Any time you see a process changing, it's important to determine why. Is it indicative of a long term trend, or is it a fad that you can ignore since it will be gone shortly?
For example, in the 2014 NBA Finals, the San Antonio Spurs beat the two-time defending champion Miami Heat by attempting more 3-pointers (23.6 per game) than any championship team in league history. In the 2015 regular season, the Golden State Warriors made more 3-pointers than any NBA team event attempted from 1980-1988. And this season Steph Curry, by himself, has attempted more 3-pointers than the average NBA team attempted from 1980-1994.
As I said, when you see a process changing, it's important to determine why. Are you seeing a long-term trend, or is it a soon-to-fade fad? If it's the former, you don't want to be left behind as everybody else moves on without you. But if it's the latter, you don't want to waste time and money changing your entire process for something that won't help you in the long run.
Of course, this applies outside the world of sports, too. Whether you're trying to remove defects from your process, determine how the market for your product is changing, or develop the best strategy for your basketball team, it's always good to know all the details on the changes going on around you. So let's see if the increased use of the 3-pointer in the NBA is here to stay, or if it is a fad that might fade away once Steph Curry leaves the league.
The History of the NBA 3-Pointer
The NBA introduced the 3-pointer in the 1979-80 season. At first it was considered a "gimmick" and wasn't heavily used. But as time went on, teams become more and more reliant on the 3-point shot. In fact, the number of 3-point attempts per game has increased from 2.8 in 1980 to 23.7 in 2016!
This increase in the 3-point shot isn't some new fad. It's actually been going on since the 3-pointer was introduced to the league! (The bump you see from 1995-97 resulted from the NBA shortening the 3-point line before reverting the line to its original distance in 1998.) Now, with the success Golden State has had in implementing a strategy that emphases 3-point shots, it's likely that other teams will follow suit and increase the number of 3-pointers per game even further in the coming years.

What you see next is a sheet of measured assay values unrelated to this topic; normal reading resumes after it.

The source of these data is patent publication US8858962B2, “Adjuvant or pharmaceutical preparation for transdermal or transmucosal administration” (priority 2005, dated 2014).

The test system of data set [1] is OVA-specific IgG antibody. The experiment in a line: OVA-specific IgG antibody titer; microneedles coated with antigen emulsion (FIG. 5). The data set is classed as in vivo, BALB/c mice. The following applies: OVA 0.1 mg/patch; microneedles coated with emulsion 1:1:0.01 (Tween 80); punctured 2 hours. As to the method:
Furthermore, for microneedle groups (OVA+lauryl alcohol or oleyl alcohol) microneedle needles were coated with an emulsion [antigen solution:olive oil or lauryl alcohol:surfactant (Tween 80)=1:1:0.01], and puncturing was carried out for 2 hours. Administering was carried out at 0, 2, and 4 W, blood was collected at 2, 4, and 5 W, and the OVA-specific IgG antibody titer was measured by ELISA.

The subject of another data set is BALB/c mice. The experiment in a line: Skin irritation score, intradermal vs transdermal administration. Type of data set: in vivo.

So what is the driving force behind this increase? Well, it's just simple math! Since 1980, teams have pretty consistently made about 48% of their 2-point shots. That means when you shoot a 2-point shot, your expected points are 0.48 * 2 = 0.96. Now, this number is actually a little higher, since it doesn't include times you're fouled shooting a 2-point shot (which happens much more often than being fouled shooting a 3-pointer), and you get to shoot resulting free throws. So let's just call the number of expected points "1" to make the math easy.
If you can expect to score 1 point every time you shoot a 2-pointer, you would need to make at least 33% of your 3-pointers to have the same expected value. So do NBA shooters consistently shoot above 33% on their 3-pointers? I used Minitab Statistical Software to create the following time series plot of the data:
We see that it took awhile for NBA players to consistently make more than 33% of their 3-point shots. Coaches were actually correct in not using the 3-pointer too frequently in the 80s and early 90s. But since 1995, the NBA has averaged a percentage that warrants an increased use of the 3-point line. And if you want to explain the reason behind the amazing start that Golden State has been off to this season, look no further than the amount of 3-pointers they attempt and the percentage they make. They average almost 30 attempts per game, and they make a ridiculous 42.4% of their 3-point attempts! You would have to make 63.6% of your 2-pointers to have the same expected number of points as the Warriors' 3-point shots! For some perspective on how hard that is, in his best season, (2013-14) LeBron James made only 62.2% of his 2-point shots.
So 3-point shooting has been steadily increasing from the start, NBA players have consistently made over 33% of their 3-point shots since 1995, and now 3-point shooting has Golden State on track to have the best record in the history of the NBA. Add it all up, and there is only one conclusion:
3-point shooting isn't going away anytime soon.